SS Hebe lost 1897

Steam coaster built McIlwaine, Lewis & Co., Belfast 1882
Iron, 133 grt, 68 nrt, 101.5ft x 18.1ft x 9.2ft.
C 2-cyl engine, Screw
ex-Ards, owned William Rowland of Runcorn from 1886.
Foundered off Blackpool on 28 December 1897
Cargo pig iron from Duddon to Ellesmere Port.
Captain Townson and 5 crew saved.
Presumed location of wreck: 53°46.27N, 3°22.01W. (charted Wr 14.5m)

Soulby's Ulverston Advertiser and General Intelligencer: Thursday 06 January 1898:

  The steamer Hebe, from Duddon to Ellesmere Port with pig iron, foundered on Tuesday night [28 December 1897], ten miles off Blackpool. The crew of six took to the lifeboat, and the steamer sank three minutes afterwards. After seven hours' exposure in the small boat, the crew safely landed, greatly exhausted, at Bispham between Blackpool and Fleetwood, on Wednesday morning, subsequently proceeding to Fleetwood, when they were taken care of by the agent of the Shipwrecked Mariners' Society.

A later account states: - On Wednesday afternoon, the crew of the steamer Hebe, of Liverpool, from Duddon to Ellesmere Port, with pig iron, arrived at Fleetwood, their vessel having foundered during Tuesday night in the storm. The accounts given by the men prove that they had a very narrow escape, being in a small boat nearly all night before they reached land. The steamer had a rough passage from the start, and, about seven o'clock on Tuesday evening, a very large sea broke away the after companion and the skylight, and filled the cabin. The seas continuously dashed over the vessel, and, though the crew did all they could to relieve the steamer, the water gained on them with each successive wave, until it put the boiler fires out. The men remained on the vessel to the very last, when they launched their lifeboat and barely got clear of the steamer before she sank altogether.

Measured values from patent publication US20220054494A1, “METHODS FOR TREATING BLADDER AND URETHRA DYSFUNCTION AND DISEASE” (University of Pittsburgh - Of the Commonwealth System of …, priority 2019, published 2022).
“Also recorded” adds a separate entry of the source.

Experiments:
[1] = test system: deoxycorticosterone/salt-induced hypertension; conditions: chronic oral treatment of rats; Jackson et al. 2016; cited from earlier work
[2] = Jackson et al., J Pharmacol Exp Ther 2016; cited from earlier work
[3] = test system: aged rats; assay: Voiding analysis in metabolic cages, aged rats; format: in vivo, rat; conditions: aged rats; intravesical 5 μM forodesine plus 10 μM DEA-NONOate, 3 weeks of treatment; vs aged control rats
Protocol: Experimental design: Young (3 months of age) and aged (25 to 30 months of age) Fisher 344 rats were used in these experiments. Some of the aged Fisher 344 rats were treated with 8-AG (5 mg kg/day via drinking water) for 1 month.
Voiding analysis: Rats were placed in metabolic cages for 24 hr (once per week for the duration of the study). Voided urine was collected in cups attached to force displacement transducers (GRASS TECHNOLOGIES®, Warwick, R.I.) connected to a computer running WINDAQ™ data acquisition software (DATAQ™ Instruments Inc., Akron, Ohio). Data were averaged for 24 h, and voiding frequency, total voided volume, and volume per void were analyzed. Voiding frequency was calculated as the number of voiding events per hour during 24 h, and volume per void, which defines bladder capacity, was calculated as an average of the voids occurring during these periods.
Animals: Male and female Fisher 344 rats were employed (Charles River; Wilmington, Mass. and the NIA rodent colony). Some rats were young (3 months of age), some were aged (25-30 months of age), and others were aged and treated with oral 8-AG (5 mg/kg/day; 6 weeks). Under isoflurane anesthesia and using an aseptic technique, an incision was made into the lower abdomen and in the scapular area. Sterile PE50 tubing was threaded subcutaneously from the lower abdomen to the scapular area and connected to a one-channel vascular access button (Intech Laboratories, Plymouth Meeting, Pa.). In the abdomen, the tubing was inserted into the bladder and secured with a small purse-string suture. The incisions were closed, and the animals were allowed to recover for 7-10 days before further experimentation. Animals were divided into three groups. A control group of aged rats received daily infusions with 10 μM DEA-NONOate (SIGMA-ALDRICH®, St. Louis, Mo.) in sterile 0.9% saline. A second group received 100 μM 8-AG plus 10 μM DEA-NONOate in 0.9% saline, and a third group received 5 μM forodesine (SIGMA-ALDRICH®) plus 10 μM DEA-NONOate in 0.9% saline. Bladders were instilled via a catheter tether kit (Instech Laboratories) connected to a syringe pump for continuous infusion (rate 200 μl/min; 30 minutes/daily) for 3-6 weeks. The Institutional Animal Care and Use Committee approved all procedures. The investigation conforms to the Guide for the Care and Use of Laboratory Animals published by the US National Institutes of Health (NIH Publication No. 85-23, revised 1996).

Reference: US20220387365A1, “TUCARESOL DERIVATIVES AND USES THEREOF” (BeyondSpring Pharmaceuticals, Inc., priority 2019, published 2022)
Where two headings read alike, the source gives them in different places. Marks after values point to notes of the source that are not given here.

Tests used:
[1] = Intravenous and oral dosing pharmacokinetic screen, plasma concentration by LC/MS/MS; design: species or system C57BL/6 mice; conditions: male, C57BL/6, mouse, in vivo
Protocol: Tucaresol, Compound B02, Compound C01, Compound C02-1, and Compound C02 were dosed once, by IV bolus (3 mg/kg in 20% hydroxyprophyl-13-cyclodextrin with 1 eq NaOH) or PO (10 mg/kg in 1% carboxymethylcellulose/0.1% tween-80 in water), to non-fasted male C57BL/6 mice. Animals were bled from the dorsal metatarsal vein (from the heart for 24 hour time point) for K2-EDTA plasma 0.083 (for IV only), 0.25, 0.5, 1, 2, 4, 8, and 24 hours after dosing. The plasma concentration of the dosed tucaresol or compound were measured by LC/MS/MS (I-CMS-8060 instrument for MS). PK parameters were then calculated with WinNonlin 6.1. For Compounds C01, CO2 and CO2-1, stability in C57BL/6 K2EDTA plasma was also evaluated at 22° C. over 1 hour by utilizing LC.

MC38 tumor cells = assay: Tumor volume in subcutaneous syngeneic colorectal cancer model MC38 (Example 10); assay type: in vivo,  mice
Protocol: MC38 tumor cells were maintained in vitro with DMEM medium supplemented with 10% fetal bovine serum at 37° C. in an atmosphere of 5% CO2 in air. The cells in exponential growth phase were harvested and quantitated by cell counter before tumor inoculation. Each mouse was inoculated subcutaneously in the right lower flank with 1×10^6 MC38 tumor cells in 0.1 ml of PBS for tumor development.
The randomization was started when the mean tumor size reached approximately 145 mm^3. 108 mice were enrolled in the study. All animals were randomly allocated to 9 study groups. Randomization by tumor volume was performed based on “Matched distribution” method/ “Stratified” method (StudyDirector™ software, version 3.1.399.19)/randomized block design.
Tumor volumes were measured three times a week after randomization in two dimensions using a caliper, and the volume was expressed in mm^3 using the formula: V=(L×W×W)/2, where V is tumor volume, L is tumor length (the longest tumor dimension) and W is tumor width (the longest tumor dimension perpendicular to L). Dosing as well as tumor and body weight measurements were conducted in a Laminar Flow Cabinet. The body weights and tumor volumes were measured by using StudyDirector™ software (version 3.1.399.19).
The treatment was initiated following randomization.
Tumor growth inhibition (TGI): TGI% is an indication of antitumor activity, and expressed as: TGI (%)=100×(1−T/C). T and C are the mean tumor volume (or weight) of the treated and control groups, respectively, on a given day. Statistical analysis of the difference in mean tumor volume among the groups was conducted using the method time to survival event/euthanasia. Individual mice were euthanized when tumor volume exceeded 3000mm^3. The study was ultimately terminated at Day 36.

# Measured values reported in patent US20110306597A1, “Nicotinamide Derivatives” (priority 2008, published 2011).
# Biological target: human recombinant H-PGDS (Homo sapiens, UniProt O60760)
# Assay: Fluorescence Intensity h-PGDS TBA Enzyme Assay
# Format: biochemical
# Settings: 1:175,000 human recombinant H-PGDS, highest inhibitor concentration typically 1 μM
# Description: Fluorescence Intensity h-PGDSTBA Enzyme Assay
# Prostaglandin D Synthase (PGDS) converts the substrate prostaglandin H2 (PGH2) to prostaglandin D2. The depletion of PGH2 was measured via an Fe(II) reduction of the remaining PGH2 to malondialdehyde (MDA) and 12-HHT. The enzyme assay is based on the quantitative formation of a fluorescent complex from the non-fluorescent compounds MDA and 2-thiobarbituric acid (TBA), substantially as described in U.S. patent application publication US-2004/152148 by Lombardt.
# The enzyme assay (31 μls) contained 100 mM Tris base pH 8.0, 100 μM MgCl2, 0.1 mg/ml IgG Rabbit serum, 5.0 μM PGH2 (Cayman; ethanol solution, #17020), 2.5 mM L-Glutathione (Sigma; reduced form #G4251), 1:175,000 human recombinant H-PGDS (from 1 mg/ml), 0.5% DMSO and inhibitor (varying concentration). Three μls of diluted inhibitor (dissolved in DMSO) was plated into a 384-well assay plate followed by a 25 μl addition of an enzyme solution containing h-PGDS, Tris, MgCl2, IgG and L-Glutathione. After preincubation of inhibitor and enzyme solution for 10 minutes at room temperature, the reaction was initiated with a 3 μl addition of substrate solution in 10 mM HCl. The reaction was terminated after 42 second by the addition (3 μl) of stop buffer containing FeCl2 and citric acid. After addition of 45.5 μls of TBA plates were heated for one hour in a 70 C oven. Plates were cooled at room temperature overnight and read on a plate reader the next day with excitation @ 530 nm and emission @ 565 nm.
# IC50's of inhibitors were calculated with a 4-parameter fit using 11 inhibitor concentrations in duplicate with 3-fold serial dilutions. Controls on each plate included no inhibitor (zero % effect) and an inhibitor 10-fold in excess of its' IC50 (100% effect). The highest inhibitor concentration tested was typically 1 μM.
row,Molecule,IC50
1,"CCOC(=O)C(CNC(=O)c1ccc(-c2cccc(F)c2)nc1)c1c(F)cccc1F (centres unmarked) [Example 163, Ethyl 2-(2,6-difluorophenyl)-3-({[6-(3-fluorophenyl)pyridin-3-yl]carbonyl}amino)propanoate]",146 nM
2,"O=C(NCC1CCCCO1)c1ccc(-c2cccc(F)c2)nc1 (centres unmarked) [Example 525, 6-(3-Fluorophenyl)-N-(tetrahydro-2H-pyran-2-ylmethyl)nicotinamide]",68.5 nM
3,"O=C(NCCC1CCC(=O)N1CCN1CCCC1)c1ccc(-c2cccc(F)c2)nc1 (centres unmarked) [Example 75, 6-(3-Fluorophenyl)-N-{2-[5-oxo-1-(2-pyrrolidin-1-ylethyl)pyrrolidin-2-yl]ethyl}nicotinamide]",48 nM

Left at the mercy of the wind and waves, the six men did their best to head the boat for shore, and were guided by the lights of Blackpool, about ten miles away. A blanket, which was the only thing saved from the wreck, was used as a sail, and the boat ran before the wind for some time. Owing to two planks of the boat being broken launching her, two men had to keep bailing. Even so, throughout the night, the whole of the occupants were up to their knees in water. It was impossible for them to land near Blackpool, but at 3:30 they succeeded in beaching the boat safely nearly opposite Bispham. They got ashore more dead than alive, after a hard struggle for seven hours. Subsequently they were able to walk to a nearby farm about 4:30, where they were most hospitably entertained and every nourishment provided for them.
  The captain is Captain Townson, of Ulverston, and, on wiring to the owners at Liverpool, he received instructions to go to Fleetwood, where the crew went by train. Here Mr. K. C. Ward (Messrs. J. N. Ward and Sons, agents for the Shipwrecked Mariners' Society) looked after the crew, seeing they were supplied with dry, warm clothing and proper food, and in the evening each was given a ticket to take trains home. Townson went to Liverpool, the mate and engineer to Runcorn, a seaman to Dalton, and the cook and fireman to Liverpool. The crew lost all their belongings.

Discussion: The report in Lloyds List of 30 Dec 1897 quotes a position as 5 miles ESE of Morecambe Bay Lightship. This Lightship was 15.25 nm west of Rossall Point in 1948. So 5 miles ESE would be around 10 miles from Blackpool. One of the candidate wrecks ("Uknown FV" on page 91) in Wrecks of Liverpool Bay Vol II, is at 53°46.27N, 3°22.01W which is about 10 miles SE of the position of the Light vessel in 1903 (when it sank) while being 11.3 miles from Blackpool. Given the difficulty of estimating distance accurately at night at that date, this position is consistent with that reported for the foundering.

Further to the information reported in Wreck of Liverpool Bay Vol II, this wreck site ("Unknown FV") charted as Wk 14.5m, appears from further diving exploration to be a coaster (most probably the HEBE) and not a fishing vessel. The winch (small and forward of the hold), relatively large size of main hatch, and location of bollards, all support this.